Collaborator - Movie Reviews - Rotten Tomatoes

Collaborator Reviews

Page 1 of 2
January 4, 2015
Good suspenseful movie !
½ April 24, 2014
What Is Most Attractive Are The Non-Conformed Elements. A Quietly Brooding Piano Soundtrack, The Resounded Fatefulness Of Each Character & A Director Who Knows What He's Doing. A Devious But Deeply Thought-Out Take On American Deprivity.
Super Reviewer
½ March 28, 2014
Slow moving, but really quite enjoyed this. Interesting story about a writer who returns home to visit his mother after a professional set back. He revisits the girl he left behind and gets into more than he bargained for with the neighbour, a 57 year old man who has never left home and has a few issues of his own.
Definitely an original story, and the usual good acting you can expect from Martin Donovan.
January 15, 2014
watching this was a powerful experience for me. Thank you.
½ December 26, 2013
Why is this listed as a comedy?
December 12, 2013
Wednesday, December 11, 2013

(2012) Collaborator

Written, directed and starred by Martin Donovan centering on a situation, he plays screenplay writer Robert Longfellow who upon coming home to visit his mother for reasons unclear. But for the first 30 or 40 minutes into the film Robert revaluate old times including a publicized widowed actress who he still has feelings for. And then his neighbor Gus (David Morse) who lives across the street from him takes him hostage.

I liked the bonding scenes when Robert converses with Gus about how to become a successful screenwriter, but the ending is a real downer which the center character leaves viewers somewhat wanting to know more.

2 out of 4 stars
August 8, 2013
Fascinating character study, highlighted by strong performances from Martin Donovan and David Morse. Also written and directed by Martin Donovan, it's kind of stagey at times but ultimately quite satisfying.
½ July 24, 2013
Hm, this movie follows a path the viewer is not expecting, at least I didn't. It wasn't a good choice in my opinion, because in essence, the initial path until that moment, the first half of the movie, was an entertaining and interesting one. The character built-up was short, but effective, and the acting from both main character Robert (Martin Donovan) and loser Gus (David Morse) was very good. The mentioned choice for a no-win stand-off with the police instead of an interesting fling and movie idea with a hollywood hottie was a poor one. Sure, it had it's positive moments as well. For instance, it was at least a concious choice which the movie put all their effort in, leading to good and thought- provoking acting scenes. However, the police stand-off choice predominantly had a negative effect on the films quality. For instance, the many phonecalls that interrupted the whole thing and thereby the lacking the physical contact between those calling characters made it all feel a little fake and made-up. The worst thing: we didn't get to see what kind of relationship Robert had with his old flame or what his family meant to him. Nothing of that anymore, just a hurt wife and worried ex. Having said all that, I really need to say this movie was entertaining and good, just not an exceptional one.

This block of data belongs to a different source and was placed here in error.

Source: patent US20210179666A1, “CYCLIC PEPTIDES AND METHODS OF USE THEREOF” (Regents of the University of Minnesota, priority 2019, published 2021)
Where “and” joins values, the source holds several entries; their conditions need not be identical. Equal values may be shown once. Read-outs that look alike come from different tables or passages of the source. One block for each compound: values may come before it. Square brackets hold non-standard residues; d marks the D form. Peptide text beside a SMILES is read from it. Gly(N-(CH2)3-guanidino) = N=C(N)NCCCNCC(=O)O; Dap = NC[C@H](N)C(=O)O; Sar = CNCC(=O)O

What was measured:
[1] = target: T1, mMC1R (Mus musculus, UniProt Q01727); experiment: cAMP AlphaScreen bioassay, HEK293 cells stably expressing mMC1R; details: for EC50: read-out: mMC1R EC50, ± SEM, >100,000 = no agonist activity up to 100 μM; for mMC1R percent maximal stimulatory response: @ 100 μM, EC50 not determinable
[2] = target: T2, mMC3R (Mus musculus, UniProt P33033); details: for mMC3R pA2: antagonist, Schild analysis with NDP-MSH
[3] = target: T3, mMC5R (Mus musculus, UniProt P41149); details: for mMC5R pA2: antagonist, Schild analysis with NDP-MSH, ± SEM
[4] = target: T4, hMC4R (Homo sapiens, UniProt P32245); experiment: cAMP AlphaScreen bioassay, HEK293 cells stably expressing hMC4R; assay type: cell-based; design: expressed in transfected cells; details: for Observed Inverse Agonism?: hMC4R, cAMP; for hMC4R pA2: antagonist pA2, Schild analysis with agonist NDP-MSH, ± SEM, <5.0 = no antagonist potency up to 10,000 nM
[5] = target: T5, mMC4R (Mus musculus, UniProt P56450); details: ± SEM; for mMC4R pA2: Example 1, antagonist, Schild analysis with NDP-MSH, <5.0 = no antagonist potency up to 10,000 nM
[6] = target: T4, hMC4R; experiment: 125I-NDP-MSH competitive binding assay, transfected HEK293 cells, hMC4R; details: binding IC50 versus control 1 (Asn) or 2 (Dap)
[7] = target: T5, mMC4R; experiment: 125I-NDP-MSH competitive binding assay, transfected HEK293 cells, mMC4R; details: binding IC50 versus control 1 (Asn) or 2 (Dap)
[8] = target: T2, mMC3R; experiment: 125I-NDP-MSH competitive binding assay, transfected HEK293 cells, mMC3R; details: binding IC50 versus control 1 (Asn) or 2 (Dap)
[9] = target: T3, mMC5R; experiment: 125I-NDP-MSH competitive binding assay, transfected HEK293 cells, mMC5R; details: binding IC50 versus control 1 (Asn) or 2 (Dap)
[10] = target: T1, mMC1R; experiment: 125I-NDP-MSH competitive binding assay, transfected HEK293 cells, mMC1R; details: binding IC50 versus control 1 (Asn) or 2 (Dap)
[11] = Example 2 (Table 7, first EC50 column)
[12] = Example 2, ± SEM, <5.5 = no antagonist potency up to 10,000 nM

Super Reviewer
May 10, 2013
I had wondered where Martin Donovan had gone after being a staple in so many Hal Hartley films. It turns out that he was preparing to do this act/direct job that is sharply written and benefits from two wonderful character actors. David Morse is unbelievable.
½ April 2, 2013
poor writing, poor plot, poor acting xept David. Martin my man, you're on the blacklist
March 15, 2013
8 av 10. Sjukt annorlunda och jävligt bra.
½ March 12, 2013
Entertainment One's latest crime thriller (if one can venture to call it that) is one of those movies that must be watched more than once to be fully appreciated. It has been received to largely mixed reviews. Chances are that those who gave the movie bad marks perhaps didn't give it more than a passing glance in their first viewing of this not so ordinary story. It is not a movie that fits perfectly into every critic's comfort zone. Rather, it delves into a far more psychological and emotional place through the pairing of Gus (David Morse) and Robert (Martin Donovan). What audiences get in the pair's story is a story of two men who know each other like brothers. And just as with brothers, the pair have tensions hidden just below the surface that come out when Gus takes Robert hostage after having killed a liquor store clerk.